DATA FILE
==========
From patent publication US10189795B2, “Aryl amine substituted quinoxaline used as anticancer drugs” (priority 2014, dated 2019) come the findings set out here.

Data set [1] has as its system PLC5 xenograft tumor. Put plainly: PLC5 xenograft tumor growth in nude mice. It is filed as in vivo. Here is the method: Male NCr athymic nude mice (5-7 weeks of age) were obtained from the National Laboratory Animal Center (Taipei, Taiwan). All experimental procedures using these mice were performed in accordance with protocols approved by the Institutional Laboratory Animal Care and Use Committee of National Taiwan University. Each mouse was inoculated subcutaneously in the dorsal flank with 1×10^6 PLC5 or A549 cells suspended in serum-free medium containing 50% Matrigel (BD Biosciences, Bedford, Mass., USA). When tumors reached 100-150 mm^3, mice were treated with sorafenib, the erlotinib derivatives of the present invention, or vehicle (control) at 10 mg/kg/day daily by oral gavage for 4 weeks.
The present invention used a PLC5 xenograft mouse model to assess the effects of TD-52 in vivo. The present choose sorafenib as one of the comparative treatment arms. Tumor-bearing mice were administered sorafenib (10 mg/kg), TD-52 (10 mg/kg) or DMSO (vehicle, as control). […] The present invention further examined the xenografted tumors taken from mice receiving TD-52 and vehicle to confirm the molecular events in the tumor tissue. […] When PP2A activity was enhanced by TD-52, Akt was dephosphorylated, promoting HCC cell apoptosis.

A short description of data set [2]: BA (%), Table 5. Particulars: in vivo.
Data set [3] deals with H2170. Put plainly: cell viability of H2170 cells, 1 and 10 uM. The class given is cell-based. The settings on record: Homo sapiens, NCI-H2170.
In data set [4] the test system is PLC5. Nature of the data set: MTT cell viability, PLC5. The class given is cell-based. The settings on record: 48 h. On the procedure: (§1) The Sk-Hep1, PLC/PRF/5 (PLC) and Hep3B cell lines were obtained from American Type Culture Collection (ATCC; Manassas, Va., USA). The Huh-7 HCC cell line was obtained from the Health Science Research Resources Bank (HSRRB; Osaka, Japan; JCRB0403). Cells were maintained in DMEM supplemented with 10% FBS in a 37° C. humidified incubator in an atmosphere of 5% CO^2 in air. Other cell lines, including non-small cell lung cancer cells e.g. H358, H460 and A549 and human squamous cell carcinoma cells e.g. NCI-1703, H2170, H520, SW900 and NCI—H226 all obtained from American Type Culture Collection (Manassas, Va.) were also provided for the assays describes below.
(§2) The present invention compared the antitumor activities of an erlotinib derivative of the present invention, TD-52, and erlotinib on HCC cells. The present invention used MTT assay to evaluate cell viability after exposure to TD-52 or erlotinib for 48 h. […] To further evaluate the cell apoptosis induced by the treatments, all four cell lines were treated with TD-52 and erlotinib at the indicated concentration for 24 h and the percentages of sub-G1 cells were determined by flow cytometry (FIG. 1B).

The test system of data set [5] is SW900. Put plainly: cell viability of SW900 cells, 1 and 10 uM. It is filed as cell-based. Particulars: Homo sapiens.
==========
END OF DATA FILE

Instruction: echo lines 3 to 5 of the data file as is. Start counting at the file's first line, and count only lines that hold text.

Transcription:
The present invention used a PLC5 xenograft mouse model to assess the effects of TD-52 in vivo. The present choose sorafenib as one of the comparative treatment arms. Tumor-bearing mice were administered sorafenib (10 mg/kg), TD-52 (10 mg/kg) or DMSO (vehicle, as control). […] The present invention further examined the xenografted tumors taken from mice receiving TD-52 and vehicle to confirm the molecular events in the tumor tissue. […] When PP2A activity was enhanced by TD-52, Akt was dephosphorylated, promoting HCC cell apoptosis.

A short description of data set [2]: BA (%), Table 5. Particulars: in vivo.
Data set [3] deals with H2170. Put plainly: cell viability of H2170 cells, 1 and 10 uM. The class given is cell-based. The settings on record: Homo sapiens, NCI-H2170.